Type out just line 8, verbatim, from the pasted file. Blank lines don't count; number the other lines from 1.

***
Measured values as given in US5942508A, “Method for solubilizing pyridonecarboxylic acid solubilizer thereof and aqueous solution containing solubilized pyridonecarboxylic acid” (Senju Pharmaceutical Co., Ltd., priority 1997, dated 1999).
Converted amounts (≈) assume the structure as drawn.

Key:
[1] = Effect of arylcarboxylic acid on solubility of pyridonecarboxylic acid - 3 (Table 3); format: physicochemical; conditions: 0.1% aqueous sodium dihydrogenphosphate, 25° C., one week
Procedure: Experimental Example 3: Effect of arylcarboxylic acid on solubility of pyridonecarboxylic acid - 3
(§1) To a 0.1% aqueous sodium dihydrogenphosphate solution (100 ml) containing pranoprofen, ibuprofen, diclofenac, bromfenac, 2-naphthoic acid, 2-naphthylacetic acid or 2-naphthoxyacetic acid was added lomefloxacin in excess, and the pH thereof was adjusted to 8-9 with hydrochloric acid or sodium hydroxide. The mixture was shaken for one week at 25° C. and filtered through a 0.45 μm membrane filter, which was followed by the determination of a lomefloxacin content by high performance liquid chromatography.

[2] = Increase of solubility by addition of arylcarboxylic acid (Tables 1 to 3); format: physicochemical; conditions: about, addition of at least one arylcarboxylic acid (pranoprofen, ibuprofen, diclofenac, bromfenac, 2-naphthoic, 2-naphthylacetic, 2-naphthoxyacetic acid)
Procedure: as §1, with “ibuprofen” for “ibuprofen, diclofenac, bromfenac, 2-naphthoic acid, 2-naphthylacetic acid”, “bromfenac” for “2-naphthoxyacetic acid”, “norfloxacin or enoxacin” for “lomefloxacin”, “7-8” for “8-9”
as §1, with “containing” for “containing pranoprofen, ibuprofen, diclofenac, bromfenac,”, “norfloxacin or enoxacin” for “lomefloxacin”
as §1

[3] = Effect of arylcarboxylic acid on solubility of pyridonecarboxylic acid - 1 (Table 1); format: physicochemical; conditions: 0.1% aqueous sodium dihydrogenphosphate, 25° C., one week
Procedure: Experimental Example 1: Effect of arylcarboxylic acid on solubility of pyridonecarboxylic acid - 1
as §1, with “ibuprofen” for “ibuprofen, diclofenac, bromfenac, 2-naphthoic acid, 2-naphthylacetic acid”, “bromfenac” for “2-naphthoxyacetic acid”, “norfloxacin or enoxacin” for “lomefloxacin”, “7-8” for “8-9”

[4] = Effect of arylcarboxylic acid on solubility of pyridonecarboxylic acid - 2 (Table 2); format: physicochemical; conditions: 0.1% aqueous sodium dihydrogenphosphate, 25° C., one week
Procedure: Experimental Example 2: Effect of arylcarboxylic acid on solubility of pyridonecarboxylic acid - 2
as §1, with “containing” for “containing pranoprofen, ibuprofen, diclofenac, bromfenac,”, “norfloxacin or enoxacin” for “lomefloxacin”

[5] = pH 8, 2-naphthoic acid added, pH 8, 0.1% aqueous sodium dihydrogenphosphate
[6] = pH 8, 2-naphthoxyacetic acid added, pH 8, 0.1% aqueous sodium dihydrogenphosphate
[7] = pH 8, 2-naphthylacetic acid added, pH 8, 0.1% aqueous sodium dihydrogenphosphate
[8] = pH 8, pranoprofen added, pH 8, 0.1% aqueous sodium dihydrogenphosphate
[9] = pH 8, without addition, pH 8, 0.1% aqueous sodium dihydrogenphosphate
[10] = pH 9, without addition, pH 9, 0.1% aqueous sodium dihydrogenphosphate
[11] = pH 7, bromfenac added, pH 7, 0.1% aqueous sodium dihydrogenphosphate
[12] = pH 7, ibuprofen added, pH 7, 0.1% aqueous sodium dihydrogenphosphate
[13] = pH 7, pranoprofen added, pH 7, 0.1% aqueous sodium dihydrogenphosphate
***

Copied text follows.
Procedure: as §1, with “ibuprofen” for “ibuprofen, diclofenac, bromfenac, 2-naphthoic acid, 2-naphthylacetic acid”, “bromfenac” for “2-naphthoxyacetic acid”, “norfloxacin or enoxacin” for “lomefloxacin”, “7-8” for “8-9”